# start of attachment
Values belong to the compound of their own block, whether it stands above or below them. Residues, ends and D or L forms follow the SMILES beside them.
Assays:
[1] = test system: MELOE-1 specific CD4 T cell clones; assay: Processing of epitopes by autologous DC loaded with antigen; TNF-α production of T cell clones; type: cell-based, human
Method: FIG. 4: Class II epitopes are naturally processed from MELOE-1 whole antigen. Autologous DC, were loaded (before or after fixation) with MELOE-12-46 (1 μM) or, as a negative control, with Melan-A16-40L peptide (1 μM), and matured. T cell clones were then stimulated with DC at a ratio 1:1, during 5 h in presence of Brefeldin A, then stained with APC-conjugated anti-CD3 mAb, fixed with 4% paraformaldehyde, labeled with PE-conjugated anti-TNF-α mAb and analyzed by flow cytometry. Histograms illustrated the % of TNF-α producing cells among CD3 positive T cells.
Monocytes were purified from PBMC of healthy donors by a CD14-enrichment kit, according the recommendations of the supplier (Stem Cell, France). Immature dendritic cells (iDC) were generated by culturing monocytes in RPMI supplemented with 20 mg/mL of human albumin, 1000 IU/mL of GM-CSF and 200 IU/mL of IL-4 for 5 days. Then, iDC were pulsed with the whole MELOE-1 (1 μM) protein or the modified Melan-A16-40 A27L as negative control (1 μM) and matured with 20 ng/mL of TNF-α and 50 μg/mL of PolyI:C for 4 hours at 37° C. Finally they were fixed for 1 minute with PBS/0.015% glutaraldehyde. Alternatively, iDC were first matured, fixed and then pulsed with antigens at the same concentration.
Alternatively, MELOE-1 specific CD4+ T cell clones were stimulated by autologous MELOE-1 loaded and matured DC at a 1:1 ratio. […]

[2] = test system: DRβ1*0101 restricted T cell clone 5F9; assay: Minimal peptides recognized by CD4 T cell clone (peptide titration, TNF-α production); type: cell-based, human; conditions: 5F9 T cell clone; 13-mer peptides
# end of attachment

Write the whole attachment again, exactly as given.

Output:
Values belong to the compound of their own block, whether it stands above or below them. Residues, ends and D or L forms follow the SMILES beside them.
Assays:
[1] = test system: MELOE-1 specific CD4 T cell clones; assay: Processing of epitopes by autologous DC loaded with antigen; TNF-α production of T cell clones; type: cell-based, human
Method: FIG. 4: Class II epitopes are naturally processed from MELOE-1 whole antigen. Autologous DC, were loaded (before or after fixation) with MELOE-12-46 (1 μM) or, as a negative control, with Melan-A16-40L peptide (1 μM), and matured. T cell clones were then stimulated with DC at a ratio 1:1, during 5 h in presence of Brefeldin A, then stained with APC-conjugated anti-CD3 mAb, fixed with 4% paraformaldehyde, labeled with PE-conjugated anti-TNF-α mAb and analyzed by flow cytometry. Histograms illustrated the % of TNF-α producing cells among CD3 positive T cells.
Monocytes were purified from PBMC of healthy donors by a CD14-enrichment kit, according the recommendations of the supplier (Stem Cell, France). Immature dendritic cells (iDC) were generated by culturing monocytes in RPMI supplemented with 20 mg/mL of human albumin, 1000 IU/mL of GM-CSF and 200 IU/mL of IL-4 for 5 days. Then, iDC were pulsed with the whole MELOE-1 (1 μM) protein or the modified Melan-A16-40 A27L as negative control (1 μM) and matured with 20 ng/mL of TNF-α and 50 μg/mL of PolyI:C for 4 hours at 37° C. Finally they were fixed for 1 minute with PBS/0.015% glutaraldehyde. Alternatively, iDC were first matured, fixed and then pulsed with antigens at the same concentration.
Alternatively, MELOE-1 specific CD4+ T cell clones were stimulated by autologous MELOE-1 loaded and matured DC at a 1:1 ratio. […]

[2] = test system: DRβ1*0101 restricted T cell clone 5F9; assay: Minimal peptides recognized by CD4 T cell clone (peptide titration, TNF-α production); type: cell-based, human; conditions: 5F9 T cell clone; 13-mer peptides